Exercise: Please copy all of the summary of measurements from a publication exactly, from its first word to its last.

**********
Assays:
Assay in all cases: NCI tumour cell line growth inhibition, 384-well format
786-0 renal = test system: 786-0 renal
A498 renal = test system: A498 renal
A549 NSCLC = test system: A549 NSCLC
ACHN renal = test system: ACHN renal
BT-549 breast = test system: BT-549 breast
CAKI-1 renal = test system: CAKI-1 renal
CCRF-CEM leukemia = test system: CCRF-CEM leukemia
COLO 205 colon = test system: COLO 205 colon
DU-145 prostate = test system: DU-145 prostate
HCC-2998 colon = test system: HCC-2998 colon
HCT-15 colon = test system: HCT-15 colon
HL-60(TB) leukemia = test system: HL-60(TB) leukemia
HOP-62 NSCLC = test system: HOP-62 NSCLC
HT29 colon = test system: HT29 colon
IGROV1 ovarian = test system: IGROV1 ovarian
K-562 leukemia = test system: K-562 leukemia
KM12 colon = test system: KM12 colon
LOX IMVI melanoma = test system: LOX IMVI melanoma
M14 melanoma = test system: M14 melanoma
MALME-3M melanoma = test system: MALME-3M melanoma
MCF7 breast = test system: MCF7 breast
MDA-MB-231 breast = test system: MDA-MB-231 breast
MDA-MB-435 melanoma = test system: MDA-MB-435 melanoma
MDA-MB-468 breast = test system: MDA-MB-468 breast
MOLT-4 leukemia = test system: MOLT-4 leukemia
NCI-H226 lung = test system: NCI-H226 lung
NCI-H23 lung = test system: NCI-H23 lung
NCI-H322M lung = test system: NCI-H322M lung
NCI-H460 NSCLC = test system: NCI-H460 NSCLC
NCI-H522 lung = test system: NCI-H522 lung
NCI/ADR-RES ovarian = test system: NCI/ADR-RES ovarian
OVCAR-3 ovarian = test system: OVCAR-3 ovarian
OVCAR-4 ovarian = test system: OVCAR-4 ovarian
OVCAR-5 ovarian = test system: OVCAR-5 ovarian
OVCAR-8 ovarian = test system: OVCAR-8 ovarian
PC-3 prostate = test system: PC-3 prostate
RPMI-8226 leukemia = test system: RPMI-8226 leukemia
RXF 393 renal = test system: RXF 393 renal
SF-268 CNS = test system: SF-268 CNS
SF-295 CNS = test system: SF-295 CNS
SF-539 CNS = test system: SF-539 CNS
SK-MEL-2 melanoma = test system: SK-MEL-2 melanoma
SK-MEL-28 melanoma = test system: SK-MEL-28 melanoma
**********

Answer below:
Assays:
Assay in all cases: NCI tumour cell line growth inhibition, 384-well format
786-0 renal = test system: 786-0 renal
A498 renal = test system: A498 renal
A549 NSCLC = test system: A549 NSCLC
ACHN renal = test system: ACHN renal
BT-549 breast = test system: BT-549 breast
CAKI-1 renal = test system: CAKI-1 renal
CCRF-CEM leukemia = test system: CCRF-CEM leukemia
COLO 205 colon = test system: COLO 205 colon
DU-145 prostate = test system: DU-145 prostate
HCC-2998 colon = test system: HCC-2998 colon
HCT-15 colon = test system: HCT-15 colon
HL-60(TB) leukemia = test system: HL-60(TB) leukemia
HOP-62 NSCLC = test system: HOP-62 NSCLC
HT29 colon = test system: HT29 colon
IGROV1 ovarian = test system: IGROV1 ovarian
K-562 leukemia = test system: K-562 leukemia
KM12 colon = test system: KM12 colon
LOX IMVI melanoma = test system: LOX IMVI melanoma
M14 melanoma = test system: M14 melanoma
MALME-3M melanoma = test system: MALME-3M melanoma
MCF7 breast = test system: MCF7 breast
MDA-MB-231 breast = test system: MDA-MB-231 breast
MDA-MB-435 melanoma = test system: MDA-MB-435 melanoma
MDA-MB-468 breast = test system: MDA-MB-468 breast
MOLT-4 leukemia = test system: MOLT-4 leukemia
NCI-H226 lung = test system: NCI-H226 lung
NCI-H23 lung = test system: NCI-H23 lung
NCI-H322M lung = test system: NCI-H322M lung
NCI-H460 NSCLC = test system: NCI-H460 NSCLC
NCI-H522 lung = test system: NCI-H522 lung
NCI/ADR-RES ovarian = test system: NCI/ADR-RES ovarian
OVCAR-3 ovarian = test system: OVCAR-3 ovarian
OVCAR-4 ovarian = test system: OVCAR-4 ovarian
OVCAR-5 ovarian = test system: OVCAR-5 ovarian
OVCAR-8 ovarian = test system: OVCAR-8 ovarian
PC-3 prostate = test system: PC-3 prostate
RPMI-8226 leukemia = test system: RPMI-8226 leukemia
RXF 393 renal = test system: RXF 393 renal
SF-268 CNS = test system: SF-268 CNS
SF-295 CNS = test system: SF-295 CNS
SF-539 CNS = test system: SF-539 CNS
SK-MEL-2 melanoma = test system: SK-MEL-2 melanoma
SK-MEL-28 melanoma = test system: SK-MEL-28 melanoma